Disney World Theme Park Tickets in Orlando, Florida | Walt Disney ...
Credit: Walt Disney World

Potential Solutions for These Issues

As Disney still awaits state guidelines for reopening theme parks, there haven’t been any updates on what it will look like for Annual Passholders and other Guests yet. There are some adjustments that could be made in order to remedy the above issues when Disneyland does reopen. Walt Disney World gave options to their Annual Passholders to get a partial refund, which could likely happen at Disneyland too. It seems that Walt Disney World can control the limits to each of the three parties, Resort Guests, Daily Ticket Holders, and Annual Passholders which means it’s possible for them to adjust the limits to better fit the demographics for Disneyland Resort.

With Disneyland having two theme parks versus Walt Disney World’s four, they are able to welcome more Guests with no park hopping. It’s expected that Disneyland Resort will also not offer park hopping initially, which could have more Guests wanting to go to Disneyland Park depending on if Disney California Adventure will reopen with its new Avengers Campus at the same time as the reopening of the parks as a whole. Having that and the still fairly new Star Wars Galaxy’s Edge at Disneyland Park could even out the park popularity, which may be better for hosting Annual Passholders.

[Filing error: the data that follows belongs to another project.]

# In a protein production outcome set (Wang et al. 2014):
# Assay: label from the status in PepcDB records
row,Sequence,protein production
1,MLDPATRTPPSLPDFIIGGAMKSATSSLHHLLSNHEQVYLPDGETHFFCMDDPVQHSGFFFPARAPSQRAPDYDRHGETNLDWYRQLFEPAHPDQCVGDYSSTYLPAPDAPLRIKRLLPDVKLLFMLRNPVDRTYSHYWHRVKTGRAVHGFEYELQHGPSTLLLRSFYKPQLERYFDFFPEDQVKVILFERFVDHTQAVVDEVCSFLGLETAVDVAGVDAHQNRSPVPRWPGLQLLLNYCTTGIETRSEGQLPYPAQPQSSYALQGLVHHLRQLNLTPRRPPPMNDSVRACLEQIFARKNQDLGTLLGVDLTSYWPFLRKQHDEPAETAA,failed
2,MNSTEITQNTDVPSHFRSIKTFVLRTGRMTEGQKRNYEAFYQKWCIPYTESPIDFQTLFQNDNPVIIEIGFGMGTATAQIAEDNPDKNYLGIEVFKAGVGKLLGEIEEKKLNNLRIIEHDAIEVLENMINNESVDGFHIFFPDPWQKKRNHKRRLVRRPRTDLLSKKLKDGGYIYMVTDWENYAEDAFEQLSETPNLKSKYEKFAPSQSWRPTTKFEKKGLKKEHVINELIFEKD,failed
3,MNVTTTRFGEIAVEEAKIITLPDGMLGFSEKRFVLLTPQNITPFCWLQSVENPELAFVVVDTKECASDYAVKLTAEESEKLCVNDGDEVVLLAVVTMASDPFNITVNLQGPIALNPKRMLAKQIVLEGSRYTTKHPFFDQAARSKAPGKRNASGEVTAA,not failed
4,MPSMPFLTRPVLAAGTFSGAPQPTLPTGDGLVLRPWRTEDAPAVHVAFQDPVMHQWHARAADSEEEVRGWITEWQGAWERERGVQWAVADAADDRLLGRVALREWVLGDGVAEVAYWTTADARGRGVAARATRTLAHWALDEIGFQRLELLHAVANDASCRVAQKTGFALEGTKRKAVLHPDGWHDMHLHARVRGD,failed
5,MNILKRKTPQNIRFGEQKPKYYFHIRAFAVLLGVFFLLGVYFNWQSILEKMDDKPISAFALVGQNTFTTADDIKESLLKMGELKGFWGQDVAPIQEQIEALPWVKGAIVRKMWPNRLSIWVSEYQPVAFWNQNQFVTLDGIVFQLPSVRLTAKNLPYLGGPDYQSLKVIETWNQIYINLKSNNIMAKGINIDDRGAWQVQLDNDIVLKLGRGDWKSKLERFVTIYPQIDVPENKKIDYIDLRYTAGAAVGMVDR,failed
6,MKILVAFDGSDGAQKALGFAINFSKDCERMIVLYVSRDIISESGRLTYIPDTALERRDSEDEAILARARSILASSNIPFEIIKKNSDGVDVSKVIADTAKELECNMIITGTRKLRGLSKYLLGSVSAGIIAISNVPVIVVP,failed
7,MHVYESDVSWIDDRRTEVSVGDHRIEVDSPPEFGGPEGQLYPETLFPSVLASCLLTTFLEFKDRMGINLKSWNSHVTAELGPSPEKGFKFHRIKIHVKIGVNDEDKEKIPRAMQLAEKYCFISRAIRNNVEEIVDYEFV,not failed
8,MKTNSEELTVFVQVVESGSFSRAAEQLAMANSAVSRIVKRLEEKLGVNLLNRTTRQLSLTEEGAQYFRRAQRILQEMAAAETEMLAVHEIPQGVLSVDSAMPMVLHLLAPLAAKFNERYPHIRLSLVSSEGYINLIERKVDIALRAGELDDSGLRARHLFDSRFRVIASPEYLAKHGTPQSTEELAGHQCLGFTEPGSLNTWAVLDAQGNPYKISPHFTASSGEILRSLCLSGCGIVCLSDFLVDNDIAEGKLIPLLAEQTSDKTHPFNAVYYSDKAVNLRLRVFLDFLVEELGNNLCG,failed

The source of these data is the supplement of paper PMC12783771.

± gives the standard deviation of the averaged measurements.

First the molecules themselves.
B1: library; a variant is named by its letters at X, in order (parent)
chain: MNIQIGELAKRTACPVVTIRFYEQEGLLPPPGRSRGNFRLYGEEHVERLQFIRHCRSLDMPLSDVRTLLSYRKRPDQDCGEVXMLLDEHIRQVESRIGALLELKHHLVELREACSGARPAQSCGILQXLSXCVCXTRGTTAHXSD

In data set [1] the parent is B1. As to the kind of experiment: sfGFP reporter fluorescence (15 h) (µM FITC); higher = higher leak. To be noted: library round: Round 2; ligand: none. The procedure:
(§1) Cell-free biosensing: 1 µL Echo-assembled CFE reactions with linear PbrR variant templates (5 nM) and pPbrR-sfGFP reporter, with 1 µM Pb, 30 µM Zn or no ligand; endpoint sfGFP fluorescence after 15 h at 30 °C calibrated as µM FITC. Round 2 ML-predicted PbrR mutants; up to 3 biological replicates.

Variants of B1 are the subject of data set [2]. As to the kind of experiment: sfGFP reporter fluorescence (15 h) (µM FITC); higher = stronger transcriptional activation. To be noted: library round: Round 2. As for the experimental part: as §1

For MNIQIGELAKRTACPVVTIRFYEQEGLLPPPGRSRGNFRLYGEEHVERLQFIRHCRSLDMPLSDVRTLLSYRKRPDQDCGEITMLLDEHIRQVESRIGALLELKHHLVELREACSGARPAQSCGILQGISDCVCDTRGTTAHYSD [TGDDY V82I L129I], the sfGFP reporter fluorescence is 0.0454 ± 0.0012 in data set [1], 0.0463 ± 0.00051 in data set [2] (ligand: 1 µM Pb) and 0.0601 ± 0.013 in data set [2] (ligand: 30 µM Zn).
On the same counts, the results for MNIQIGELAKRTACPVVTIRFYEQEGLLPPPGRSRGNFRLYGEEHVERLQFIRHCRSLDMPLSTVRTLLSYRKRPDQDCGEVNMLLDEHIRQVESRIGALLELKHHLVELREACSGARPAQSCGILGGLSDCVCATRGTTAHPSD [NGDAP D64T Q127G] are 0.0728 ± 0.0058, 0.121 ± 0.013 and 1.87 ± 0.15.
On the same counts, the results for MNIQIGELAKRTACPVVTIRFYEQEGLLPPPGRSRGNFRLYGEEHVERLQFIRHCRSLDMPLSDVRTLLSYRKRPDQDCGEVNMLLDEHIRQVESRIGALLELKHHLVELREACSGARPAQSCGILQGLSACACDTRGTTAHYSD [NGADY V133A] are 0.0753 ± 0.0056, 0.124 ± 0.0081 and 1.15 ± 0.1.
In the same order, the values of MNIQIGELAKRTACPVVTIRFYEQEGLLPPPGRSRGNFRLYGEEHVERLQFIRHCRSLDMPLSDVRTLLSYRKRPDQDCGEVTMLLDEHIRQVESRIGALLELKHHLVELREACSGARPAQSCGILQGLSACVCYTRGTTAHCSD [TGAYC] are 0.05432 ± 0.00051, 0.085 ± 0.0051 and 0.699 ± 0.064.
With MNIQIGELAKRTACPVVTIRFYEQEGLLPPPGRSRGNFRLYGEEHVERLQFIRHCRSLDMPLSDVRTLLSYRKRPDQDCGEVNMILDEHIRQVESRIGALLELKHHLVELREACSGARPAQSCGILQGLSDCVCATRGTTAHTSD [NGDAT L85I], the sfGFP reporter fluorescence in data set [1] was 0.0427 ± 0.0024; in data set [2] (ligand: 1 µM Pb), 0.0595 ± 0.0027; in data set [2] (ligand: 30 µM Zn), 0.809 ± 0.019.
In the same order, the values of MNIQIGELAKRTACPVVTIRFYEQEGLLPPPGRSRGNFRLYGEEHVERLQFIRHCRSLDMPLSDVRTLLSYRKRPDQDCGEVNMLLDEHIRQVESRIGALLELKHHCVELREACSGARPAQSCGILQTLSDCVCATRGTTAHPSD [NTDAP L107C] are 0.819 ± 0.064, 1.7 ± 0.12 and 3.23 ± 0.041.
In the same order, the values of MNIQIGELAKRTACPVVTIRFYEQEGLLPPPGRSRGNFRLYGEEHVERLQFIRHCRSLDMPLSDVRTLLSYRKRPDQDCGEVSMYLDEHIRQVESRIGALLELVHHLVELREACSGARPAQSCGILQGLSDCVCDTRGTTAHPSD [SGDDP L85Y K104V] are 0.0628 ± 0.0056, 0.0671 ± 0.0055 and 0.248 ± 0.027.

SWGE and Avengers Campus
Avengers Campus (left) and Star Wars: Galaxy’s Edge (right).

Incentives for Annual Passholders

Along with solutions to the issues, what if there were Annual Passholder incentives until the theme parks get closer to operating at a normal capacity? For example, offering AP-only events like Tastes of Main Street much like that of Taste of Calico at Knott’s Berry Farm could be a great way to let Annual Passholders into the theme park legally before it can operated as a theme park. It could operate like Downtown Disney with only shops and dining open which could also be blend into Buena Vista Street over at Disney California Adventure. Continuing events like this after the parks do reopen could be done after park hours as it’s very possible the parks could be operating with less hours.

This could be in addition to the AP Magic Perks Program that Disneyland introduced in early March. One of those perks being able to ride attractions after the park closes. Having this as a perk consistently could make up for some of the time that Annual Passholders are not able to make Park Pass Reservations. Alternatively, there could be AP only days since there are significantly more Annual Passholders at Disneyland.

For Annual Passholders to make the most out of their day, in addition to partial refund options, there could be an option to have MaxPass added to their account for no additional cost. Many Annual Passholders are used to visiting the parks for a few hours at a time if they’re local. Having the Park Pass Reservation would make them want to stay for a lengthier time so having a MaxPass to be able to allow for Annual Passholders to take advantage of more attractions to hold them over until their next visit! Some APs already have MaxPass, but having it for free for all APs (no matter the pass level) would be a new benefit.

Disneyland Annual Passholder
Credit: Disney

Are you a Disneyland Resort Annual Passholder? What do you think? Do you have any concerns? Let us know in the comments.